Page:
The Solicitors Regulation Authority (SRA) and the Claims Management Regulator (CMR) have dismissed a Law Society suggestion that they will not be ready to implement the referral fee ban on 1 April.
In its response to the Ministry of Justice consultation on the proposed reduction in fixed recoverable costs, the Law Society said: “We understand there is a possibility that the Solicitors Regulation Authority and the Claims Management Regulator may have some difficulty in implementing the referral fee ban on 1 April 2013 as originally proposed.”
However, the CMR, Kevin Rousell, flatly told Legal Futures that this was not right, while SRA executive director Richard Collins said the authority has “no problem” with the timetable either.
“The consultation is closed and we are currently analysing responses,” he said. “We will be putting recommendations to the standards committee next week, and after that to the [SRA] board later on in January. The requisite Handbook changes will be made by 1 April.”
The society also released some results of a survey conducted last month of members who undertake personal injury work, although it refused to tell Legal Futures how many solicitors took part in the poll. This showed that 68% of them pay referral fees, and 83% “other marketing costs”. Nearly two-thirds (64%) paid £800 or less referral fee per case, while 46% paid £500 or less.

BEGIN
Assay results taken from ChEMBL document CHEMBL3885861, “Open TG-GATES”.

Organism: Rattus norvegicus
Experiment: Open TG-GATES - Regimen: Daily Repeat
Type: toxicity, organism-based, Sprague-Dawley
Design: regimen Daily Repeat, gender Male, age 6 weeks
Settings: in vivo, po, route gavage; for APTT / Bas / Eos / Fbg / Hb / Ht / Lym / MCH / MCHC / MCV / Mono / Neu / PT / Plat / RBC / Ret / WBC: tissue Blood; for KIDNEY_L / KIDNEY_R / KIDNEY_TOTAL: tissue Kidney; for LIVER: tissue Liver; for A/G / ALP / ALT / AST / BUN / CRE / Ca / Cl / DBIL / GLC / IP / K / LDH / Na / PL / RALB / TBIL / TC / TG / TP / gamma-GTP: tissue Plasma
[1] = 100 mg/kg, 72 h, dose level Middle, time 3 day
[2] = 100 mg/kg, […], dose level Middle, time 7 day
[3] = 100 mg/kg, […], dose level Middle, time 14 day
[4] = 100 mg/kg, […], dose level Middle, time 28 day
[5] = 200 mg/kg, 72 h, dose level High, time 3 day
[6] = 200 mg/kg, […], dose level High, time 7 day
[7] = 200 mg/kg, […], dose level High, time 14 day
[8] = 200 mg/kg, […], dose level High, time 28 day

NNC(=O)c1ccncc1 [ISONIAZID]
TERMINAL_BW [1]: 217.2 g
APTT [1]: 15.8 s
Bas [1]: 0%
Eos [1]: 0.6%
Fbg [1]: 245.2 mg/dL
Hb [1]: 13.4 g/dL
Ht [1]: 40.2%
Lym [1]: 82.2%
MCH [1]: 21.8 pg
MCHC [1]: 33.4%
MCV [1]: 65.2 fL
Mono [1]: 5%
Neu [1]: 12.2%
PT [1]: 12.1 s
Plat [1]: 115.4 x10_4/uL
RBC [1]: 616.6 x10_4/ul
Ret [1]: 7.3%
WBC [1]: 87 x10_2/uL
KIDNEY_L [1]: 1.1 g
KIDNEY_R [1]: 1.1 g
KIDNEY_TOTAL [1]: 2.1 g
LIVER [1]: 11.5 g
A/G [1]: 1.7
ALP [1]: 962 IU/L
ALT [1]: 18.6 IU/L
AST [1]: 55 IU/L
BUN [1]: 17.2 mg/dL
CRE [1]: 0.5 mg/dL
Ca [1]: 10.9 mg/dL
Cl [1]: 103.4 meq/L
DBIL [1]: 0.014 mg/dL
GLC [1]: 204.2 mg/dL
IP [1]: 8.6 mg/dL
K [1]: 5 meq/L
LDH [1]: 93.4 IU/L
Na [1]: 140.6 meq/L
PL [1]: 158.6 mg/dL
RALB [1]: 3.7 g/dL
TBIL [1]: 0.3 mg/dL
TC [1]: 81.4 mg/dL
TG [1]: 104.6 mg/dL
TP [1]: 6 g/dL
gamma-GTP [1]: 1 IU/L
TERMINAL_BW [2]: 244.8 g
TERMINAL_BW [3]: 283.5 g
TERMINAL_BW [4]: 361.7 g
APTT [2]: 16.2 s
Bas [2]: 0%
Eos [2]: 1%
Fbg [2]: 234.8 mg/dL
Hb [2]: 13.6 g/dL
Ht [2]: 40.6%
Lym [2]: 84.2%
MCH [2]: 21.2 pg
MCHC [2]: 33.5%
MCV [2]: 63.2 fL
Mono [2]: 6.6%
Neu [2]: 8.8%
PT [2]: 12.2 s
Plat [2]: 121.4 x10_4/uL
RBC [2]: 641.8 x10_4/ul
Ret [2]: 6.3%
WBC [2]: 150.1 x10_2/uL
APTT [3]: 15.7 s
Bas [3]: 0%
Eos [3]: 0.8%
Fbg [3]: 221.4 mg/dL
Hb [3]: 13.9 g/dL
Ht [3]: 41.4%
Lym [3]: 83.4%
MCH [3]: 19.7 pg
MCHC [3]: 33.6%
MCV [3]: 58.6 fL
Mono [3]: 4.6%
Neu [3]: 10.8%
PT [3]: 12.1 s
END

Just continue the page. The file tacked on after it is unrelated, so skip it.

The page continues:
Three-quarters of respondents said that other forms of marketing would cost them more after the referral fee ban, while only 7% said their marketing costs would stay the same.
As reported on our sister site Litigation Futures on Monday, the Association of Personal Injury Lawyers told the government that its research indicated that those firms which do not pay referral fees spend around £500 on marketing costs per case. It said: “The figures indicate that the cost of acquiring cases is not substantially different from the [government’s] speculated level of referral fees.”
The £700 reduction proposed by the Ministry of Justice to the current £1,200 fixed recoverable costs in low-value road traffic cases appears to reflect what officials believe to be the average referral fee – although it has not made the methodology clear – despite repeated arguments from the Law Society and claimant groups that the negotiations in 2009 that set the current figure did not take referral fees into account.
The Law Society response said there is “substantial evidence” that the fee should in fact be increased to £1,300.
Meanwhile, the Ministry of Justice said last week that its claims management regulation unit has seen 352 companies shut down, suspended or warned for bad practice between April and November 2012 – 209 were shut down, three suspended and 140 warned.
Mr Rousell said: “In the past five years we have shut down more than 900 CMCs and are continuing to work with the Information Commissioner’s Office to ensure firms which break the law on unsolicited calls and texts are dealt with.”
Justice minister Helen Grant said the number “shows we mean business”.